National Book Critics Circle Award

There are many writers of African descent who are finalists at the US’ National Book Critics Circle Awards 2021 announced on January 20, 2022.

The National Book Critics Circle, considered one of the most prestigious awards in the US publishing industry, was founded in 1974, and awarded its first set of honors the following year. Comprising more than 600 working critics and book-review editors throughout the country, it annually bestows its awards in six categories, honoring the best books published in the past year in the United States. The finalists for the NBCC awards are nominated, evaluated, and selected by the 24-member board of directors, which consists of critics and editors from some of the country’s leading print and online publications, as well as critics whose works appear in these publications.

The National Book Critics Circle has announced its 30 finalists in six categories—autobiography, biography, criticism, fiction, general nonfiction, and poetry—for the best books of 2021. Writers of African descent who made the cut are;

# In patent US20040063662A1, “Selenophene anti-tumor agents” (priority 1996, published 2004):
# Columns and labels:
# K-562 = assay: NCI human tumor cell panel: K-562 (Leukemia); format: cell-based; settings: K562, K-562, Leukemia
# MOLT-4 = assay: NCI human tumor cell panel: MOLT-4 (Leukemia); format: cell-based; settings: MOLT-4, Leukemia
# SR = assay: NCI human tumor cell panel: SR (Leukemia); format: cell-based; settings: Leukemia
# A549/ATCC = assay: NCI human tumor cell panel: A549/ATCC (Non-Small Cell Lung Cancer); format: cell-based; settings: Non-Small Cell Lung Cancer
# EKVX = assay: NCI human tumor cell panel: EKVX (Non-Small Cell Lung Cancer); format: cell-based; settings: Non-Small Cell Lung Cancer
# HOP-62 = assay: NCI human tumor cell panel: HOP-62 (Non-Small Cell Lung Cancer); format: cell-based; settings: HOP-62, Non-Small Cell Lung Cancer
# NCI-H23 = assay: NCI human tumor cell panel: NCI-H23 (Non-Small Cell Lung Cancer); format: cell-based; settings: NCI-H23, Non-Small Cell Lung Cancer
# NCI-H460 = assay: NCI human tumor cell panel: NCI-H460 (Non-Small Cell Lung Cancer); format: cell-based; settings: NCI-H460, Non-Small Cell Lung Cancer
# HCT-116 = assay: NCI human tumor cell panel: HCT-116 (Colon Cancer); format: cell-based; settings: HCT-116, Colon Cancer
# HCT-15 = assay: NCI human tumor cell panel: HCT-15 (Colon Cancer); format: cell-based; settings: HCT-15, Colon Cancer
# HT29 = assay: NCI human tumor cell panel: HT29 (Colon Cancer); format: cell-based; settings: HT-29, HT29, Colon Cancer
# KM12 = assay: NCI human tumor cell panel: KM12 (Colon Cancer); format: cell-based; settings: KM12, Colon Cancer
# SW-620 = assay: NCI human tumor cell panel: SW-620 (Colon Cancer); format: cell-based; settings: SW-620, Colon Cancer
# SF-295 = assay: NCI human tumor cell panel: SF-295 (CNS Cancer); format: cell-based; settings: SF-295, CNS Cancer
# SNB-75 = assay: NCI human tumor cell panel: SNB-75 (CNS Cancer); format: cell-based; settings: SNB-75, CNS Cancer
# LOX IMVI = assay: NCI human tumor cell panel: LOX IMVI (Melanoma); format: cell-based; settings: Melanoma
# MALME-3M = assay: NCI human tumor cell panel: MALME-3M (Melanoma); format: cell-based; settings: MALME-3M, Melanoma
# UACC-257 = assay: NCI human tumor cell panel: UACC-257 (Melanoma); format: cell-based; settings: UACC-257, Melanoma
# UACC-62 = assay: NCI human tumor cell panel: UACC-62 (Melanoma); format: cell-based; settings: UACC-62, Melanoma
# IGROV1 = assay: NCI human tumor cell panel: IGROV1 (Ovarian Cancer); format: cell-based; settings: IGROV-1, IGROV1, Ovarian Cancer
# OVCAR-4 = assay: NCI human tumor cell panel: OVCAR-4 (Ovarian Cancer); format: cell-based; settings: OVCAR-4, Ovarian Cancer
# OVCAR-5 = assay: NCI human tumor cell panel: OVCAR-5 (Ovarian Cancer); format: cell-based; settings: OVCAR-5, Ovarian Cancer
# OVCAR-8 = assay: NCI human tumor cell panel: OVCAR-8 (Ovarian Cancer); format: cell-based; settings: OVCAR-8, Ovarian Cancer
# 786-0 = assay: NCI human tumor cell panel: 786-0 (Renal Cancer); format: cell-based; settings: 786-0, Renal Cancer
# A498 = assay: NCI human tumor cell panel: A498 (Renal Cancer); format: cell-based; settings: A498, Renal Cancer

Autobiography

  • Hanif Abdurraqib, A Little Devil in America: Notes In Praise Of Black Performance (Random House)

Biography

  • Keisha N. Blain, Until I Am Free: Fannie Lou Hamer’s Enduring Message to America (Beacon Press)

Criticism

  • Jesse McCarthy, Who Will Pay Reparations On My Soul? (Liveright)

Fiction

  • Honorée Fanonne Jeffers, The Love Songs of W.E.B. DuBois (Harper)
  • Colson Whitehead, Harlem Shuffle (Doubleday)

Nonfiction

  • Clint Smith, How the Word Is Passed (Little, Brown)

Poetry

  • Donika Kelly, The Renunciations (Graywolf)
  • Cheswayo Mphanza, The Rhinehart Frames (Univ. of Nebraska)

John Leonard Prize

  • Ashley C. Ford, Somebody’s Daughter (Flatiron Books)
  • Jocelyn Nicole Johnson, My Monticello (Henry Holt)

The winners in the various categories will be announced in a ceremony on March 17, 2022.